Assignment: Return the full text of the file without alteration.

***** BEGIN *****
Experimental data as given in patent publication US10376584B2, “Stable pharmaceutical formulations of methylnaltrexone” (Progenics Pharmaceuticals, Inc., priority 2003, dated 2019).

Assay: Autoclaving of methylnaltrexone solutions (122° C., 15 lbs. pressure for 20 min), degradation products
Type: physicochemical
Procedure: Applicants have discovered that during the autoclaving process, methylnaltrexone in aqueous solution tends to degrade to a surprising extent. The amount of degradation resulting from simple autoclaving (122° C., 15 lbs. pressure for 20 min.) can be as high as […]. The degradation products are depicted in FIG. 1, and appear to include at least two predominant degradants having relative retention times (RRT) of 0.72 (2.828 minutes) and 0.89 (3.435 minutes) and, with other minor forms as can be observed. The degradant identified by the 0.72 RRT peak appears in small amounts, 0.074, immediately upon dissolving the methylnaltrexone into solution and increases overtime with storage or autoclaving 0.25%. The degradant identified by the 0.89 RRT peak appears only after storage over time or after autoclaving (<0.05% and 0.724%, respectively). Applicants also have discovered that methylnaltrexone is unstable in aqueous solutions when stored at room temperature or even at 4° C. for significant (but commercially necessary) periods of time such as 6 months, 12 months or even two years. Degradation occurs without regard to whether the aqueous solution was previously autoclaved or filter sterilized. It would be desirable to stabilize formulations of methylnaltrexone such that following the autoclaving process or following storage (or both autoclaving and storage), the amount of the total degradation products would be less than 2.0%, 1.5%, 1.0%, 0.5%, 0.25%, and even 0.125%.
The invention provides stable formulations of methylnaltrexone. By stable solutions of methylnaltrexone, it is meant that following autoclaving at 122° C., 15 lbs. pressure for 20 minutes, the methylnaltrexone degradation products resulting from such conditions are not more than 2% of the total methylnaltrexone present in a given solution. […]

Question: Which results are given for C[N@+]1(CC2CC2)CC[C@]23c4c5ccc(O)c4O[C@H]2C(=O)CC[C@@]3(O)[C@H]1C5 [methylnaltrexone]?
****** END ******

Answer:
Experimental data as given in patent publication US10376584B2, “Stable pharmaceutical formulations of methylnaltrexone” (Progenics Pharmaceuticals, Inc., priority 2003, dated 2019).

Assay: Autoclaving of methylnaltrexone solutions (122° C., 15 lbs. pressure for 20 min), degradation products
Type: physicochemical
Procedure: Applicants have discovered that during the autoclaving process, methylnaltrexone in aqueous solution tends to degrade to a surprising extent. The amount of degradation resulting from simple autoclaving (122° C., 15 lbs. pressure for 20 min.) can be as high as […]. The degradation products are depicted in FIG. 1, and appear to include at least two predominant degradants having relative retention times (RRT) of 0.72 (2.828 minutes) and 0.89 (3.435 minutes) and, with other minor forms as can be observed. The degradant identified by the 0.72 RRT peak appears in small amounts, 0.074, immediately upon dissolving the methylnaltrexone into solution and increases overtime with storage or autoclaving 0.25%. The degradant identified by the 0.89 RRT peak appears only after storage over time or after autoclaving (<0.05% and 0.724%, respectively). Applicants also have discovered that methylnaltrexone is unstable in aqueous solutions when stored at room temperature or even at 4° C. for significant (but commercially necessary) periods of time such as 6 months, 12 months or even two years. Degradation occurs without regard to whether the aqueous solution was previously autoclaved or filter sterilized. It would be desirable to stabilize formulations of methylnaltrexone such that following the autoclaving process or following storage (or both autoclaving and storage), the amount of the total degradation products would be less than 2.0%, 1.5%, 1.0%, 0.5%, 0.25%, and even 0.125%.
The invention provides stable formulations of methylnaltrexone. By stable solutions of methylnaltrexone, it is meant that following autoclaving at 122° C., 15 lbs. pressure for 20 minutes, the methylnaltrexone degradation products resulting from such conditions are not more than 2% of the total methylnaltrexone present in a given solution. […]

Question: Which results are given for C[N@+]1(CC2CC2)CC[C@]23c4c5ccc(O)c4O[C@H]2C(=O)CC[C@@]3(O)[C@H]1C5 [methylnaltrexone]?